BOSTON — Artificial intelligence is being used increasingly in medicine to make services more efficient and improve patient care. Now, researchers in Boston plan to use the technology to perform "virtual biopsies" of.
The goal is to help patients like Steven Hibbert, who considered himself a healthy guy until one day life changed on a dime. "I was just kind of sitting there, reading the paper, and went into a CBS Boston's Dr. Mallika Marshall.," Hibbert told
The 55-year-old Cape Cod resident was rushed to the hospital and got the news no one wants to hear. He had a brain tumor.
"Life changing, as my wife always says," explained Hibbert. "It feels like everything got flipped over in our life."
While Hibbert's tumor was clearly visible on scans, doctors could not tell what type it was without removing it, so this past January, he underwent surgery. He then had to wait two long weeks for genetic analysis to finally learn he had a grade 3 anaplastic astrocytoma.
Dr. Omar Arnaout of Brigham and Women's Hospital is Steven's neurosurgeon.
"How good would it be if I knew ahead of time before, we did surgery, what it is — and even better if I knew what kind of mutations it had — so I can tell him and his family upfront, 'Here is your diagnosis, here is your prognosis and then here is what we need to do about it.' And some cases, not his but in some cases, that can lead to avoiding surgery completely if you have an inoperable brain tumor," Arnaout said.
The key is artificial intelligence. "In broad terms,is our ability to have computers do stuff for us without having to explicitly tell the computer how to do it," explained Arnaout.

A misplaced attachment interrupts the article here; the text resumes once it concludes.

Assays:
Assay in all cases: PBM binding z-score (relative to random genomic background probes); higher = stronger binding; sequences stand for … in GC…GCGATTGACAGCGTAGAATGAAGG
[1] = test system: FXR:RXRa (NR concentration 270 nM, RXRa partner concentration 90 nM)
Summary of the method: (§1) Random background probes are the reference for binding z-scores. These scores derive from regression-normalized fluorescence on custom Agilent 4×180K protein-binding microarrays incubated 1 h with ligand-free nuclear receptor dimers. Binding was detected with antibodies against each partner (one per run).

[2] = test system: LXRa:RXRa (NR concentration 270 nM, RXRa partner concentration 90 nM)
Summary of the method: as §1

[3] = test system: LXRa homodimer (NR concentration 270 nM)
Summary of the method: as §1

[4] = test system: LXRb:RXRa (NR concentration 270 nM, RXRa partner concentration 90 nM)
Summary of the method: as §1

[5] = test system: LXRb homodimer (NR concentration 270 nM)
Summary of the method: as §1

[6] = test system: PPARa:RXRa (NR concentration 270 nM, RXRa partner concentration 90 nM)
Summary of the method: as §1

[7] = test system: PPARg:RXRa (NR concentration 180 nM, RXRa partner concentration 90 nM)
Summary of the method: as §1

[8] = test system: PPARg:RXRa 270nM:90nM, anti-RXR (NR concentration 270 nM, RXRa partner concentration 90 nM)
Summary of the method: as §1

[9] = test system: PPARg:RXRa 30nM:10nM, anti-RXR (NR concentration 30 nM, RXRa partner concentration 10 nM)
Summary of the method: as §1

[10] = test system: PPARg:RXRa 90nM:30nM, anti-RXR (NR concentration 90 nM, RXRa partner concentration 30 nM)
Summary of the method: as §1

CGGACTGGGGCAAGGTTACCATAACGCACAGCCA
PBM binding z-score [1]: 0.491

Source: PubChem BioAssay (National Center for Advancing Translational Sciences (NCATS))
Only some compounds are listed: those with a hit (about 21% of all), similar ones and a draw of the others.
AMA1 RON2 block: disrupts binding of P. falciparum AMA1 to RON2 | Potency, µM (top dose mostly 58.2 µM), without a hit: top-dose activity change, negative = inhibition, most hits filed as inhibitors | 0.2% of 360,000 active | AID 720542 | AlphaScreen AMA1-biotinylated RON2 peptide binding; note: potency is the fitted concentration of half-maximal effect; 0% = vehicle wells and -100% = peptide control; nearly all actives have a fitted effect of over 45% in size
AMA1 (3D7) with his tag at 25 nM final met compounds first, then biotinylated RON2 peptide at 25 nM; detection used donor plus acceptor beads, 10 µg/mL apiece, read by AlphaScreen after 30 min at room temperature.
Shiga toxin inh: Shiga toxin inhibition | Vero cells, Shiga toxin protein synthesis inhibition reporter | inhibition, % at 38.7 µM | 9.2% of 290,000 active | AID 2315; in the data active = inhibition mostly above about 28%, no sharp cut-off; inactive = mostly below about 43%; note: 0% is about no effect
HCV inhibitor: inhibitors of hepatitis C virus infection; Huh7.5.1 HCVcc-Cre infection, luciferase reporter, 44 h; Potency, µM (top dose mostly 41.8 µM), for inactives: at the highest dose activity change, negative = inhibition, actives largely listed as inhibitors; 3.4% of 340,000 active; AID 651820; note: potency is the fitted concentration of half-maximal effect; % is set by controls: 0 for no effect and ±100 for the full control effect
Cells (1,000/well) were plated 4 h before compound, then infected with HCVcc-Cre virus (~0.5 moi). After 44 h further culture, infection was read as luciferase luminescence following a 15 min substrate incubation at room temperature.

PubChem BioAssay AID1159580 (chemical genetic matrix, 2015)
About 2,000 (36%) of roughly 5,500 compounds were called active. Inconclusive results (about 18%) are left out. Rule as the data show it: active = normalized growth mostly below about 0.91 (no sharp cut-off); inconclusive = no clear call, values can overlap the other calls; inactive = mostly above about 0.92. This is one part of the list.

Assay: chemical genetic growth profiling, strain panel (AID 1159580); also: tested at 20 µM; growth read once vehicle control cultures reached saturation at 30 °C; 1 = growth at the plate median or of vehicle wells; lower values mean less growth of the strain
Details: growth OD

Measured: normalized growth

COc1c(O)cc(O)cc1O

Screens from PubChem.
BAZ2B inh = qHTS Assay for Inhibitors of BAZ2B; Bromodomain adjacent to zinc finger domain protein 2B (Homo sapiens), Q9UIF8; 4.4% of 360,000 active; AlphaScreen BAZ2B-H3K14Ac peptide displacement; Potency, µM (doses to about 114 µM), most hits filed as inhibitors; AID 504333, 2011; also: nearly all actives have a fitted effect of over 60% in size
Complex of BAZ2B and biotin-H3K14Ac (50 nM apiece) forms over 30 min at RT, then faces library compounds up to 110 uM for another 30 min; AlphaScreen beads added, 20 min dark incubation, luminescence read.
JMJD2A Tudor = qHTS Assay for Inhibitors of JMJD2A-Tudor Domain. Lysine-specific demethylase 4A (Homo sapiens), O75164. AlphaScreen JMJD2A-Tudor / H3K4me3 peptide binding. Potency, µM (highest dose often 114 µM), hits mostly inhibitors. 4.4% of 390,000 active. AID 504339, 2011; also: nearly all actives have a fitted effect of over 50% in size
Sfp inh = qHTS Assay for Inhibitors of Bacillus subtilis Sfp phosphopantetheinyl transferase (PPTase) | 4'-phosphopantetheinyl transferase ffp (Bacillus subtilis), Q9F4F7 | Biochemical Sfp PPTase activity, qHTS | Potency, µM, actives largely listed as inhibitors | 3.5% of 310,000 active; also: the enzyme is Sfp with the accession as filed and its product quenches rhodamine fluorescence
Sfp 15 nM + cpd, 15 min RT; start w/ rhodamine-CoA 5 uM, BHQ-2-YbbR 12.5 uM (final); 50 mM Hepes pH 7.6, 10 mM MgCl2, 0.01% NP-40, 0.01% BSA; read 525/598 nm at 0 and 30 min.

He and a team of researchers are taking thousands of patient MRIs, matching them up with biopsy results and allowing a computer program to learn how to identify a tumor, creating a virtual biopsy.
That will allow doctors to select the best plan of action and give patients more valuable information about their prognosis.
Asked about Hibbert's case, Arnaout says, "You would expect, hopefully, with a good response to the treatment that he had, that he would have several years."
But Hibbert, who just took up beekeeping, is planning for a lot longer than that.
"I'm the kind of guy that thinks 20 to 25 years," he said. "At least, that I'm going to stick it out and stay with it. I have too much to do on this earth to not be here."
Arnaout hopes to be able to use this artificial intelligence technology to better understand patients' brain tumors within the next year.